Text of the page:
THE address we had was care of the Guaranty Trust Co. We didn’t bother with it. In the afternoon we went to Shakespeare and Co., Sylvia Beach’s famous bookshop on the rue de l’Odeon. Shakespeare and Co., which had published Joyce’s Ulysses, was simply a good-sized, pleasant, uncommercial-looking bookstore. There was one rather large book-lined room, with another smaller one adjoining. At the desk sat a woman whom I knew, from pictures I had seen, to be Miss Beach. She was a fair handsome woman in a severe suit, in her forties, I would have said; an Englishwoman; and in her manner there was something a bit severe and mannish. Yet she was an American. Having published Ulysses, she had become a famous woman. Writers in Paris, at least those who wrote in English, came often to her door. Her shop was a shrine for the Joyce lovers. Approaching the desk, I introduced myself and wondered if she could1 give me Hemingway’s address. Without batting an eyelash, she told me she wasn’t sure whether Hemingway was in town, nor if he were, whether she would be able to locate him before she heard from him. But if I would leave my own address she would make an effort to see that it was passed on.
Immediately I was unbelieving. The brush-off came a little too smoothly. Thanking her for the major effort I pretended to believe she would put forth, I rejoined Loretto and we busied ourselves seeing what books she had on her shelves. Suddenly Miss Beach left her desk and approached us. Had I seen the piece about my work in the Harvard Hound and Horn? she asked, handing it to me, then leaving us. “See,” I whispered to my wife, “she knows who I am and she knows Hemingway’s address and won’t give it to me.”
A section of the wall was taken over by a whole series of portraits of Joyce: as he was now with the heavy glasses, then as a student, a small boy, and even as a little baby. “I can understand her having a motherly feeling for Joyce,” Loretto whispered, hiding her laughter, “since she’s got him here with her in diapers. You should feel lucky. Supposing you had asked for Joyce?”
“To the devil with Miss Beach,” I said. “Come on.” Returning the Hound and Horn to Miss Beach’s desk, we departed. No doubt she was right in protecting Hemingway from callers, just as she protected Joyce, but I was too young and arrogant to have respect for her consideration for her friends. In fact I was glad to hear from McAlmon a few weeks later that Miss Beach in her role of den mother sometimes made ridiculous mistakes. On one occasion, McAlmon told me, the great Irish writer, old George Moore, had come into her shop looking for Joyce. At the time Joyce had been browsing around in the back room. But Miss Beach, unyielding in her prim determination that Joyce should have a chance to screen the names of all prospective callers, had told Moore she would leave his name with Joyce. It didn’t matter that Moore was leaving Paris next day. According to McAlmon, Joyce had been dismayed; it had seemed ridiculous to him that he had been left hidden a few yards away from a great Irishman he had always wanted to meet. My own name is not likely to be found in a memoir written by any of Miss Beach’s coterie. On only one other occasion did I ever go back to her shop—to get a copy of Fitzgerald’s The Great Gatsby.
Disgruntled, we wandered away from the rue de l’Odeon. It would be necessary to write Ernest a note explaining that Mr. and Mrs. Callaghan were in residence at the Paris—New York Hotel on the rue Vaugirard, and hoped to hear from him. Well, why not? But we let two days pass without sending this note, half hoping Sylvia Beach might really have got in touch with him. The night of the second day we had been out till nearly dawn. Those two “bright little devils” Buffy and Graeme, McAlmon’s friends, had come our way. Two slender boys in their early twenties, they were inseparable companions, very understanding of each other, soft spoken with a mocking opinion about everybody. They were writers. One of them had some money of his own, but not much. Within a few hours of meeting them we seemed to know ten or twelve other people at the cafe. And after being out all night we had slept till past noon, had eaten some croissants and coffee in our hotel room, and were sitting around when a knock came on the door. It was Hemingway. With him was his six-year-old boy, Bumbi. Ernest was wearing a dignified dark grey suit. He still had that old sweet charming smile. On his forehead was a new scar.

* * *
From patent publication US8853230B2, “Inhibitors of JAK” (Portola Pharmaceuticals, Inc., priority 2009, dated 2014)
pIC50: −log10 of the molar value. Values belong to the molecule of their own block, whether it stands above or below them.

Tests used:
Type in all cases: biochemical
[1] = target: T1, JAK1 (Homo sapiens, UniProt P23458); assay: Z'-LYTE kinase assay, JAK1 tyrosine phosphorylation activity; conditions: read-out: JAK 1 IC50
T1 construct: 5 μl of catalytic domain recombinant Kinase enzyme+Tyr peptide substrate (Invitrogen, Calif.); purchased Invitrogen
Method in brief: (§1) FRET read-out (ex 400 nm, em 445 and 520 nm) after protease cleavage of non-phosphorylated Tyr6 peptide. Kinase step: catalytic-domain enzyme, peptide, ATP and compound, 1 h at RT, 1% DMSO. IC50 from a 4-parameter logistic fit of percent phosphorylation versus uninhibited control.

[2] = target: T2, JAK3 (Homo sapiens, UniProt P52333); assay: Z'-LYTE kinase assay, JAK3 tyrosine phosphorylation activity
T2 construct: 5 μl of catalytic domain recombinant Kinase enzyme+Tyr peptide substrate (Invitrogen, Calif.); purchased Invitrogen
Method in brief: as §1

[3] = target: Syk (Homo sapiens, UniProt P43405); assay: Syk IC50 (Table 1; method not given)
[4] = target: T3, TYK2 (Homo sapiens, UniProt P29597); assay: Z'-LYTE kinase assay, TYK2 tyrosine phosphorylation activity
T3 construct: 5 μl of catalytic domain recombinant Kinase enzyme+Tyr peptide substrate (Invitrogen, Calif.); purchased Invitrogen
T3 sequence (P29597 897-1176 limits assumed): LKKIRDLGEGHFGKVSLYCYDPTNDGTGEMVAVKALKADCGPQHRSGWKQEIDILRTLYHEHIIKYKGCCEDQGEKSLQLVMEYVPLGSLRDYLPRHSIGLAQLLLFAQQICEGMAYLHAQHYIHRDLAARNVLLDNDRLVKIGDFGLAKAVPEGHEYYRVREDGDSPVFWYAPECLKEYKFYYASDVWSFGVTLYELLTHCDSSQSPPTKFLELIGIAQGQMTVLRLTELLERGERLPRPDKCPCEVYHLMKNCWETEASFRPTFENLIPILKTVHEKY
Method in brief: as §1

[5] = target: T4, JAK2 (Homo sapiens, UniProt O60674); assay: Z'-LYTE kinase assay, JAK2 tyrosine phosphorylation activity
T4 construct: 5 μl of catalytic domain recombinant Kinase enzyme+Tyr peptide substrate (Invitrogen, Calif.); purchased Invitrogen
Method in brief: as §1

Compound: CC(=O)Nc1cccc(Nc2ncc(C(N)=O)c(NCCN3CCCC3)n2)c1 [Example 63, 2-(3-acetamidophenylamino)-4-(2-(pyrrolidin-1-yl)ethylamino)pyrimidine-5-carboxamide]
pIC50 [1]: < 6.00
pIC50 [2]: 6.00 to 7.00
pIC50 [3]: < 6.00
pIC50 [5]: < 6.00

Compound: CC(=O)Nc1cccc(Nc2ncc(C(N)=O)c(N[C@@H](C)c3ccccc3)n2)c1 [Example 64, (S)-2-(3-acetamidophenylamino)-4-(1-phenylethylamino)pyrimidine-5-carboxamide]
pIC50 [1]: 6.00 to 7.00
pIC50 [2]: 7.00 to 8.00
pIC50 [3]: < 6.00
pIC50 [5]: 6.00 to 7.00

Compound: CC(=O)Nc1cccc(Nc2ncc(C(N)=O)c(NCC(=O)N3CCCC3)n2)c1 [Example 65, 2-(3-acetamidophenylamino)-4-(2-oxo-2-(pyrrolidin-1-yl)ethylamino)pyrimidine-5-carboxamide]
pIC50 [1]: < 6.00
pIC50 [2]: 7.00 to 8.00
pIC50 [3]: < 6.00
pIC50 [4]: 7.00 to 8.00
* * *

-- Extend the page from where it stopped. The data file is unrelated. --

“Why, how are you?” I said, and we shook hands. I introduced my wife to him and his boy, and then as he entered the room slowly there was a moment of shyness when I felt like a stranger. I had on a dark brown velvet dressing gown which Loretto had given me as a present; it was expensive and looked like a crocodile skin. Stepping back, looking at me and shaking his head, Ernest said to Loretto, “I haven’t seen such a dressing gown on a man since the last time I saw Georges Carpentier climb into the ring.” That dressing gown saved us a lot of slow words. I asked him where he had picked up the scar on his forehead. Reluctantly, he told about an object falling through the skylight and hitting him on the head. And the strange part of it is—I remember this well—that having written so many stories myself, and having heard from him about them, and having read his stories, and heard too, the McAlmon view on him, which I simply didn’t believe, as well as the stories of mutual friends in New York, I nevertheless seemed to know him better sitting there in this Paris hotel room than I ever had back home. We talked for a few minutes about Bumbi, a handsome boy. Ernest said he was on his way to Hadley’s place with Bumbi; Hadley was the wife he had had in Toronto; we could go with him, he said, then we could go to a cafe and have a drink.
On that slow walk up the rue Vaugirard with the sun coming out suddenly after the greyness of noontime, the little boy kept a step ahead so the three of us could walk abreast. Now, years later, Loretto asks, “Who was the fighter he started talking about? What was the fighter’s name? Remember, he laughed about him and dismissed him, don’t you remember?” But how did it come about that he started right in talking about fighters, going slowly up the street? Maybe he had asked me if I had seen any good fights lately. Or that he knew for sure I would have seen Larry Gains, this big Negro heavyweight in my own town. It was Gains we talked about. Ernest laughed derisively at Gains. He should know all about the Negro, he said. The fact was he, himself, had tried to manage Gains in Europe. No one though could do much with Gains. It made me feel abashed. This Negro fighter had seemed to me to be a very talented boy. I had seen him fight with Mike McTeague, the middleweight champion. A beautiful boxer who unfortunately couldn’t take a punch. Already Ernest was making me feel I had never seen a really good fighter.